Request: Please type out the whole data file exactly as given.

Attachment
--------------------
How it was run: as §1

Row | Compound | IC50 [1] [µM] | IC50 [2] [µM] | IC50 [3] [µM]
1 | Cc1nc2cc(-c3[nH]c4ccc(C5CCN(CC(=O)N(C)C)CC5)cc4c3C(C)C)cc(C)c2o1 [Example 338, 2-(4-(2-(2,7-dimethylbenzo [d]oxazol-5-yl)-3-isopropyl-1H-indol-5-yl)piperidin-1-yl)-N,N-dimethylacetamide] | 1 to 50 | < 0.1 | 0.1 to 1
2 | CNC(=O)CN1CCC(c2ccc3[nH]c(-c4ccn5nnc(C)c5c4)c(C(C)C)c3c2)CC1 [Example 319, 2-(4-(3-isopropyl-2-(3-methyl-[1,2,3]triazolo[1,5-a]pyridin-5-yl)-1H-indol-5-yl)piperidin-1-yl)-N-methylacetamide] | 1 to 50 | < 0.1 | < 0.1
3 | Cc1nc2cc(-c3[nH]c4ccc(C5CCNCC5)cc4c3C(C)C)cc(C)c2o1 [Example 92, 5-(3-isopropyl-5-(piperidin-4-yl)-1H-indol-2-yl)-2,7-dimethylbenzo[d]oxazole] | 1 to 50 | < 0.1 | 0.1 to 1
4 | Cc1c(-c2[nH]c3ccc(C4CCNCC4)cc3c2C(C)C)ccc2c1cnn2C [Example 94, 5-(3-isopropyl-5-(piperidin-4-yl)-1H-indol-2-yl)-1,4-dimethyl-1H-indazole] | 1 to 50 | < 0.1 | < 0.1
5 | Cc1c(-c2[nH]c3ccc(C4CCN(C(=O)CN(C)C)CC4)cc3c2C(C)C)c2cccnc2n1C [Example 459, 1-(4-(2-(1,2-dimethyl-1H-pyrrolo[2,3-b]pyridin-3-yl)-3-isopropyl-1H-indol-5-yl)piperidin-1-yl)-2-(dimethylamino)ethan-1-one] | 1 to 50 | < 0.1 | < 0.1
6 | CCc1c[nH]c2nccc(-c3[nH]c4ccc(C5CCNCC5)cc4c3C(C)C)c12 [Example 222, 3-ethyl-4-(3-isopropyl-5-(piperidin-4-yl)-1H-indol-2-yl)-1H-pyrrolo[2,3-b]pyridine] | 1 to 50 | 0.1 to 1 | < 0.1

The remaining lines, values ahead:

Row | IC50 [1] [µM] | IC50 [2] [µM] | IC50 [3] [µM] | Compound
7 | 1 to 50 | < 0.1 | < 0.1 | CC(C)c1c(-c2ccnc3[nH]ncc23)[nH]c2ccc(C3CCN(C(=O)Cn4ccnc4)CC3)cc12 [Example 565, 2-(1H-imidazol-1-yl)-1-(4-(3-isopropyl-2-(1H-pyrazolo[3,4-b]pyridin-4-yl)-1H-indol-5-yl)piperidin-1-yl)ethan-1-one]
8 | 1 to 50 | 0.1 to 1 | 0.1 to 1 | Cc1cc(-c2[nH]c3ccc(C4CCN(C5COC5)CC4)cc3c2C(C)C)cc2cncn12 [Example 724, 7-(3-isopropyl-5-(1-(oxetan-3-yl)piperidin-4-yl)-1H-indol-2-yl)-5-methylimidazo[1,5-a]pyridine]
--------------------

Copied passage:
How it was run: as §1

Row | Compound | IC50 [1] [µM] | IC50 [2] [µM] | IC50 [3] [µM]
1 | Cc1nc2cc(-c3[nH]c4ccc(C5CCN(CC(=O)N(C)C)CC5)cc4c3C(C)C)cc(C)c2o1 [Example 338, 2-(4-(2-(2,7-dimethylbenzo [d]oxazol-5-yl)-3-isopropyl-1H-indol-5-yl)piperidin-1-yl)-N,N-dimethylacetamide] | 1 to 50 | < 0.1 | 0.1 to 1
2 | CNC(=O)CN1CCC(c2ccc3[nH]c(-c4ccn5nnc(C)c5c4)c(C(C)C)c3c2)CC1 [Example 319, 2-(4-(3-isopropyl-2-(3-methyl-[1,2,3]triazolo[1,5-a]pyridin-5-yl)-1H-indol-5-yl)piperidin-1-yl)-N-methylacetamide] | 1 to 50 | < 0.1 | < 0.1
3 | Cc1nc2cc(-c3[nH]c4ccc(C5CCNCC5)cc4c3C(C)C)cc(C)c2o1 [Example 92, 5-(3-isopropyl-5-(piperidin-4-yl)-1H-indol-2-yl)-2,7-dimethylbenzo[d]oxazole] | 1 to 50 | < 0.1 | 0.1 to 1
4 | Cc1c(-c2[nH]c3ccc(C4CCNCC4)cc3c2C(C)C)ccc2c1cnn2C [Example 94, 5-(3-isopropyl-5-(piperidin-4-yl)-1H-indol-2-yl)-1,4-dimethyl-1H-indazole] | 1 to 50 | < 0.1 | < 0.1
5 | Cc1c(-c2[nH]c3ccc(C4CCN(C(=O)CN(C)C)CC4)cc3c2C(C)C)c2cccnc2n1C [Example 459, 1-(4-(2-(1,2-dimethyl-1H-pyrrolo[2,3-b]pyridin-3-yl)-3-isopropyl-1H-indol-5-yl)piperidin-1-yl)-2-(dimethylamino)ethan-1-one] | 1 to 50 | < 0.1 | < 0.1
6 | CCc1c[nH]c2nccc(-c3[nH]c4ccc(C5CCNCC5)cc4c3C(C)C)c12 [Example 222, 3-ethyl-4-(3-isopropyl-5-(piperidin-4-yl)-1H-indol-2-yl)-1H-pyrrolo[2,3-b]pyridine] | 1 to 50 | 0.1 to 1 | < 0.1

The remaining lines, values ahead:

Row | IC50 [1] [µM] | IC50 [2] [µM] | IC50 [3] [µM] | Compound
7 | 1 to 50 | < 0.1 | < 0.1 | CC(C)c1c(-c2ccnc3[nH]ncc23)[nH]c2ccc(C3CCN(C(=O)Cn4ccnc4)CC3)cc12 [Example 565, 2-(1H-imidazol-1-yl)-1-(4-(3-isopropyl-2-(1H-pyrazolo[3,4-b]pyridin-4-yl)-1H-indol-5-yl)piperidin-1-yl)ethan-1-one]
8 | 1 to 50 | 0.1 to 1 | 0.1 to 1 | Cc1cc(-c2[nH]c3ccc(C4CCN(C5COC5)CC4)cc3c2C(C)C)cc2cncn12 [Example 724, 7-(3-isopropyl-5-(1-(oxetan-3-yl)piperidin-4-yl)-1H-indol-2-yl)-5-methylimidazo[1,5-a]pyridine]